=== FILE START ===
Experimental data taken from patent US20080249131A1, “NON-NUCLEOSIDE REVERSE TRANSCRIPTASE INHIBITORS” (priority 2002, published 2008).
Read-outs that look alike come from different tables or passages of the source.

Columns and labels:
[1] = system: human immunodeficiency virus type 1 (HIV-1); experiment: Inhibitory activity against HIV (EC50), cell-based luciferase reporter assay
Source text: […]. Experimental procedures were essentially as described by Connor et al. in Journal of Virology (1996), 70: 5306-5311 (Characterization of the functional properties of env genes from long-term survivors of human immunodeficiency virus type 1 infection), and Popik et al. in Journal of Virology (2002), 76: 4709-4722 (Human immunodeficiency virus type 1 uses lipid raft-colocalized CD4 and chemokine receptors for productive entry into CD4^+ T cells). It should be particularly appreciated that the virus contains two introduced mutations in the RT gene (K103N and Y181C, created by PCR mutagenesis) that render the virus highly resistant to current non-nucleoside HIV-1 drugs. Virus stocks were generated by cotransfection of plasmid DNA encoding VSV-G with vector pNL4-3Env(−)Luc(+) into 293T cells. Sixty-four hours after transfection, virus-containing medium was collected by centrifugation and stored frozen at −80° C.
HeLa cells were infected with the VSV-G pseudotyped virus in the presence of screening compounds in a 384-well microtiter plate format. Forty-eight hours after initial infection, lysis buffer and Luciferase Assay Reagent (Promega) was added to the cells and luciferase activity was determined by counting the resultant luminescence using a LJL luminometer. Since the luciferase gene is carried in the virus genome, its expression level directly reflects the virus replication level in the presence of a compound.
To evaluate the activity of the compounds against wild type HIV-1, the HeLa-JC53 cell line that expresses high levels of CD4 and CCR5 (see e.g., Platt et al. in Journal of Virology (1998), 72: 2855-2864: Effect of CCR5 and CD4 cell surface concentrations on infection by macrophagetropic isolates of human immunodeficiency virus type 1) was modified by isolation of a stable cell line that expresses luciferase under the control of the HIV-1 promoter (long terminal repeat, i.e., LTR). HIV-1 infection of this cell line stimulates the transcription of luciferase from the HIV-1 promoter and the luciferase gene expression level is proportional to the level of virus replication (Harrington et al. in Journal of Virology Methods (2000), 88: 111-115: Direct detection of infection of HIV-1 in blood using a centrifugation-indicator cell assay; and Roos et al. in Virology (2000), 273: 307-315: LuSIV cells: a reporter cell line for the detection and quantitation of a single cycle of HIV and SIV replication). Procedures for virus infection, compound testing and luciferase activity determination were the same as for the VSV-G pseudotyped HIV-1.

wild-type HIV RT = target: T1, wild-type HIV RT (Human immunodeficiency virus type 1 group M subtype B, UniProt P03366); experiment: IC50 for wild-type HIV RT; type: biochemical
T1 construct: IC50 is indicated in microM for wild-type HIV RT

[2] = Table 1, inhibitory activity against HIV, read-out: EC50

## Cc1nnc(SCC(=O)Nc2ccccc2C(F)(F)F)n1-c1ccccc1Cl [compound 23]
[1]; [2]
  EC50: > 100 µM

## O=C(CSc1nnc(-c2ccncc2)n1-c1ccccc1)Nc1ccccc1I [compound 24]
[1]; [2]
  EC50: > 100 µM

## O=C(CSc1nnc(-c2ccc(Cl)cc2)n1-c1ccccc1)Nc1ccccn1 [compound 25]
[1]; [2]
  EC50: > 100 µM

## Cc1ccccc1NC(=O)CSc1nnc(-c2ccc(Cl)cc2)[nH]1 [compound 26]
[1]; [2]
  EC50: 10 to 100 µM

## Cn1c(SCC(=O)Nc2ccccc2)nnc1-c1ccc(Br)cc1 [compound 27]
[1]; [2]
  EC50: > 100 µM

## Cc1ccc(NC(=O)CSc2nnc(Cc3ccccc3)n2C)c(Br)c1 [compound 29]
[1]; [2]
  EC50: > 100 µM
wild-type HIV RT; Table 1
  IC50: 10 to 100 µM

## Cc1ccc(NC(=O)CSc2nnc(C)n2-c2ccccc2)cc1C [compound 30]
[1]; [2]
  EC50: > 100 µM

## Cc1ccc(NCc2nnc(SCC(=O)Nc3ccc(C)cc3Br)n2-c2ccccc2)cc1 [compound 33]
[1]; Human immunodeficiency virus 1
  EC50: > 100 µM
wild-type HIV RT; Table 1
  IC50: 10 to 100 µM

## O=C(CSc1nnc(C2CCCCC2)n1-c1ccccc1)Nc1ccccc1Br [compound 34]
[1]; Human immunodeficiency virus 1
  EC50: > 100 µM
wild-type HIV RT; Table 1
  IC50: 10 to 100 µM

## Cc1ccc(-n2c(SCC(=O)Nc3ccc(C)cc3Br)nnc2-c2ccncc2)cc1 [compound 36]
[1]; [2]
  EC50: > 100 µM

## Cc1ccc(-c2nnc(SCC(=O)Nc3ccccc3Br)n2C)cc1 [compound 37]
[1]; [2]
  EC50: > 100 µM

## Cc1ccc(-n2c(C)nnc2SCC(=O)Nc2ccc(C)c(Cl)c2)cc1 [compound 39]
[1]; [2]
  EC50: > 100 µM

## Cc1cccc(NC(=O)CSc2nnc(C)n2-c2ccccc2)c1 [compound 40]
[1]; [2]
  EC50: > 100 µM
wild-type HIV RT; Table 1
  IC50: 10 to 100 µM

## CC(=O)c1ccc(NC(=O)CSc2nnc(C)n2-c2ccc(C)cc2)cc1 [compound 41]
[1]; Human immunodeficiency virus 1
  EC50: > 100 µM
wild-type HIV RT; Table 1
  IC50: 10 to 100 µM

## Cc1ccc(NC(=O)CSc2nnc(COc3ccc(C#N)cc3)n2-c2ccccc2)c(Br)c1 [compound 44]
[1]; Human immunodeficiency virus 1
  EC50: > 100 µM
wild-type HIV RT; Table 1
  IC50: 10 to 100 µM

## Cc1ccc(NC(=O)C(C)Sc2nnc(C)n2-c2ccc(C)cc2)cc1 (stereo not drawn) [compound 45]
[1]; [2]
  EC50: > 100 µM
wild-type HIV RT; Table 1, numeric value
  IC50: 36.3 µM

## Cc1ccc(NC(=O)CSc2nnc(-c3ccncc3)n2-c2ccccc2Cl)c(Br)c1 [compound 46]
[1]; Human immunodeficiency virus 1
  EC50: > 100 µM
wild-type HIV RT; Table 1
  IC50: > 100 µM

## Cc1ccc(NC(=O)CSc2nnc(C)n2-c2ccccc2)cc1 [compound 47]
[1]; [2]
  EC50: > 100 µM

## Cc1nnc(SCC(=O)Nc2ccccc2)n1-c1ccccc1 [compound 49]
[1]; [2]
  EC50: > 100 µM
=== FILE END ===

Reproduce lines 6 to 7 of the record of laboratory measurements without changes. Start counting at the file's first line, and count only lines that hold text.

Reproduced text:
HeLa cells were infected with the VSV-G pseudotyped virus in the presence of screening compounds in a 384-well microtiter plate format. Forty-eight hours after initial infection, lysis buffer and Luciferase Assay Reagent (Promega) was added to the cells and luciferase activity was determined by counting the resultant luminescence using a LJL luminometer. Since the luciferase gene is carried in the virus genome, its expression level directly reflects the virus replication level in the presence of a compound.
To evaluate the activity of the compounds against wild type HIV-1, the HeLa-JC53 cell line that expresses high levels of CD4 and CCR5 (see e.g., Platt et al. in Journal of Virology (1998), 72: 2855-2864: Effect of CCR5 and CD4 cell surface concentrations on infection by macrophagetropic isolates of human immunodeficiency virus type 1) was modified by isolation of a stable cell line that expresses luciferase under the control of the HIV-1 promoter (long terminal repeat, i.e., LTR). HIV-1 infection of this cell line stimulates the transcription of luciferase from the HIV-1 promoter and the luciferase gene expression level is proportional to the level of virus replication (Harrington et al. in Journal of Virology Methods (2000), 88: 111-115: Direct detection of infection of HIV-1 in blood using a centrifugation-indicator cell assay; and Roos et al. in Virology (2000), 273: 307-315: LuSIV cells: a reporter cell line for the detection and quantitation of a single cycle of HIV and SIV replication). Procedures for virus infection, compound testing and luciferase activity determination were the same as for the VSV-G pseudotyped HIV-1.